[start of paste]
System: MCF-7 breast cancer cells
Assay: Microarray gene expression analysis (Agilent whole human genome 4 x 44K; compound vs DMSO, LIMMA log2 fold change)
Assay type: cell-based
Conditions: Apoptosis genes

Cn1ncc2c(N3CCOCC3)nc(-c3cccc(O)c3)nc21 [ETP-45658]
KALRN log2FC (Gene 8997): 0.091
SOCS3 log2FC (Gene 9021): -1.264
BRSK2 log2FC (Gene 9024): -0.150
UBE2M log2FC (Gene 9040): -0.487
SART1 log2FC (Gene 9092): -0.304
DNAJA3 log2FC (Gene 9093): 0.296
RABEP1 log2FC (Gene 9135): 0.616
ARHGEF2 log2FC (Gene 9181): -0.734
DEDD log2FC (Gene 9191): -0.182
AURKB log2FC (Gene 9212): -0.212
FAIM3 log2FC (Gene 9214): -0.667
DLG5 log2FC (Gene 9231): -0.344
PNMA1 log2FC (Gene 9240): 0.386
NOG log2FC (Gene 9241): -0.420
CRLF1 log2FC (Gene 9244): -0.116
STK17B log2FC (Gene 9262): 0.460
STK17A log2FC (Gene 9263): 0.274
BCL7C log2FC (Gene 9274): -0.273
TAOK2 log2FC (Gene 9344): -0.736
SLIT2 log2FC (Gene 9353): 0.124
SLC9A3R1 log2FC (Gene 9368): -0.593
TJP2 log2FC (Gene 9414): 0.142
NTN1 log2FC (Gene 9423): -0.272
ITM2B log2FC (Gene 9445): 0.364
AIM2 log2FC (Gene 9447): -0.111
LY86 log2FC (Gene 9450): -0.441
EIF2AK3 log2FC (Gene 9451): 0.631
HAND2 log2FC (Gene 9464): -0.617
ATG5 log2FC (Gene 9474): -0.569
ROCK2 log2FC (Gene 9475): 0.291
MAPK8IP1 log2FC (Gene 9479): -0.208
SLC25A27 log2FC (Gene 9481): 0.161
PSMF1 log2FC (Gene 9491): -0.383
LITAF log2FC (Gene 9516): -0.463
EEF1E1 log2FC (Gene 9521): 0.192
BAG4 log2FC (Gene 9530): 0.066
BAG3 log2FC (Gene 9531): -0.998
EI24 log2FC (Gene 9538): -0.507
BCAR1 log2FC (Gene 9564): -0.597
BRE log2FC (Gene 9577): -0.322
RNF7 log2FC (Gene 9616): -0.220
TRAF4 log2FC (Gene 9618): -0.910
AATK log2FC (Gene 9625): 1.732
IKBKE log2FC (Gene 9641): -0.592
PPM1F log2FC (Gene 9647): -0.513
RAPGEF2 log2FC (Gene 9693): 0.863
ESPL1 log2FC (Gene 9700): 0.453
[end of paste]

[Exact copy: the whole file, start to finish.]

System: MCF-7 breast cancer cells
Assay: Microarray gene expression analysis (Agilent whole human genome 4 x 44K; compound vs DMSO, LIMMA log2 fold change)
Assay type: cell-based
Conditions: Apoptosis genes

Cn1ncc2c(N3CCOCC3)nc(-c3cccc(O)c3)nc21 [ETP-45658]
KALRN log2FC (Gene 8997): 0.091
SOCS3 log2FC (Gene 9021): -1.264
BRSK2 log2FC (Gene 9024): -0.150
UBE2M log2FC (Gene 9040): -0.487
SART1 log2FC (Gene 9092): -0.304
DNAJA3 log2FC (Gene 9093): 0.296
RABEP1 log2FC (Gene 9135): 0.616
ARHGEF2 log2FC (Gene 9181): -0.734
DEDD log2FC (Gene 9191): -0.182
AURKB log2FC (Gene 9212): -0.212
FAIM3 log2FC (Gene 9214): -0.667
DLG5 log2FC (Gene 9231): -0.344
PNMA1 log2FC (Gene 9240): 0.386
NOG log2FC (Gene 9241): -0.420
CRLF1 log2FC (Gene 9244): -0.116
STK17B log2FC (Gene 9262): 0.460
STK17A log2FC (Gene 9263): 0.274
BCL7C log2FC (Gene 9274): -0.273
TAOK2 log2FC (Gene 9344): -0.736
SLIT2 log2FC (Gene 9353): 0.124
SLC9A3R1 log2FC (Gene 9368): -0.593
TJP2 log2FC (Gene 9414): 0.142
NTN1 log2FC (Gene 9423): -0.272
ITM2B log2FC (Gene 9445): 0.364
AIM2 log2FC (Gene 9447): -0.111
LY86 log2FC (Gene 9450): -0.441
EIF2AK3 log2FC (Gene 9451): 0.631
HAND2 log2FC (Gene 9464): -0.617
ATG5 log2FC (Gene 9474): -0.569
ROCK2 log2FC (Gene 9475): 0.291
MAPK8IP1 log2FC (Gene 9479): -0.208
SLC25A27 log2FC (Gene 9481): 0.161
PSMF1 log2FC (Gene 9491): -0.383
LITAF log2FC (Gene 9516): -0.463
EEF1E1 log2FC (Gene 9521): 0.192
BAG4 log2FC (Gene 9530): 0.066
BAG3 log2FC (Gene 9531): -0.998
EI24 log2FC (Gene 9538): -0.507
BCAR1 log2FC (Gene 9564): -0.597
BRE log2FC (Gene 9577): -0.322
RNF7 log2FC (Gene 9616): -0.220
TRAF4 log2FC (Gene 9618): -0.910
AATK log2FC (Gene 9625): 1.732
IKBKE log2FC (Gene 9641): -0.592
PPM1F log2FC (Gene 9647): -0.513
RAPGEF2 log2FC (Gene 9693): 0.863
ESPL1 log2FC (Gene 9700): 0.453